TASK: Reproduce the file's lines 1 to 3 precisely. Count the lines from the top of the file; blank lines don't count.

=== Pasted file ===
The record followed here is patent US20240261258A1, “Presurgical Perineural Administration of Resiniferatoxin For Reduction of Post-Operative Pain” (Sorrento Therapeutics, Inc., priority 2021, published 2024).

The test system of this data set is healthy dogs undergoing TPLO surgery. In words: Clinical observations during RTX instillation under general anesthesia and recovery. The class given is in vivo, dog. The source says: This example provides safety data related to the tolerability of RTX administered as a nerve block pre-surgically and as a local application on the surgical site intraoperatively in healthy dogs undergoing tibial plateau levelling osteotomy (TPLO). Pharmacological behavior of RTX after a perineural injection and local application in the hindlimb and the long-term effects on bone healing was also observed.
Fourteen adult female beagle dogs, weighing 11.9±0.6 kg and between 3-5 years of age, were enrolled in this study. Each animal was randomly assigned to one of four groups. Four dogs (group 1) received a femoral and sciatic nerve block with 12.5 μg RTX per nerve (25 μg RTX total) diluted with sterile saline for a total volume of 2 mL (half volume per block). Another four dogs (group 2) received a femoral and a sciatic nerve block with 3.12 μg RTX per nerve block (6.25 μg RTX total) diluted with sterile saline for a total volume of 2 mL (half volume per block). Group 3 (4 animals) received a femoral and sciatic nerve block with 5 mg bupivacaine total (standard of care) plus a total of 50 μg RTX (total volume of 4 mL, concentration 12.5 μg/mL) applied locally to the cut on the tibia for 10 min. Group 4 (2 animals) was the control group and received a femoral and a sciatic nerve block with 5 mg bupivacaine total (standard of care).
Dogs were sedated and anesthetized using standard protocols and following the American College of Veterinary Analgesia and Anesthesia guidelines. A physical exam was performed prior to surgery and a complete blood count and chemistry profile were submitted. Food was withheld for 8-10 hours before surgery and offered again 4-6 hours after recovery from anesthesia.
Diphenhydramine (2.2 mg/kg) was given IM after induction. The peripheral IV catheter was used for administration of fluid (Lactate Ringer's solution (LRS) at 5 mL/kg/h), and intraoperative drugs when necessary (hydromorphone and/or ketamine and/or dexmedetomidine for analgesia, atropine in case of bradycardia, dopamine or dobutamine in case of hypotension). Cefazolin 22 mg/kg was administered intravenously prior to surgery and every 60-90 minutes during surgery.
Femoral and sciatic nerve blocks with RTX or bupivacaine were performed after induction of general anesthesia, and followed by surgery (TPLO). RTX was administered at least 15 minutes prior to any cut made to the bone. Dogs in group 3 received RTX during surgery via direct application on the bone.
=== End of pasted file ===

The record followed here is patent US20240261258A1, “Presurgical Perineural Administration of Resiniferatoxin For Reduction of Post-Operative Pain” (Sorrento Therapeutics, Inc., priority 2021, published 2024).

The test system of this data set is healthy dogs undergoing TPLO surgery. In words: Clinical observations during RTX instillation under general anesthesia and recovery. The class given is in vivo, dog. The source says: This example provides safety data related to the tolerability of RTX administered as a nerve block pre-surgically and as a local application on the surgical site intraoperatively in healthy dogs undergoing tibial plateau levelling osteotomy (TPLO). Pharmacological behavior of RTX after a perineural injection and local application in the hindlimb and the long-term effects on bone healing was also observed.
Fourteen adult female beagle dogs, weighing 11.9±0.6 kg and between 3-5 years of age, were enrolled in this study. Each animal was randomly assigned to one of four groups. Four dogs (group 1) received a femoral and sciatic nerve block with 12.5 μg RTX per nerve (25 μg RTX total) diluted with sterile saline for a total volume of 2 mL (half volume per block). Another four dogs (group 2) received a femoral and a sciatic nerve block with 3.12 μg RTX per nerve block (6.25 μg RTX total) diluted with sterile saline for a total volume of 2 mL (half volume per block). Group 3 (4 animals) received a femoral and sciatic nerve block with 5 mg bupivacaine total (standard of care) plus a total of 50 μg RTX (total volume of 4 mL, concentration 12.5 μg/mL) applied locally to the cut on the tibia for 10 min. Group 4 (2 animals) was the control group and received a femoral and a sciatic nerve block with 5 mg bupivacaine total (standard of care).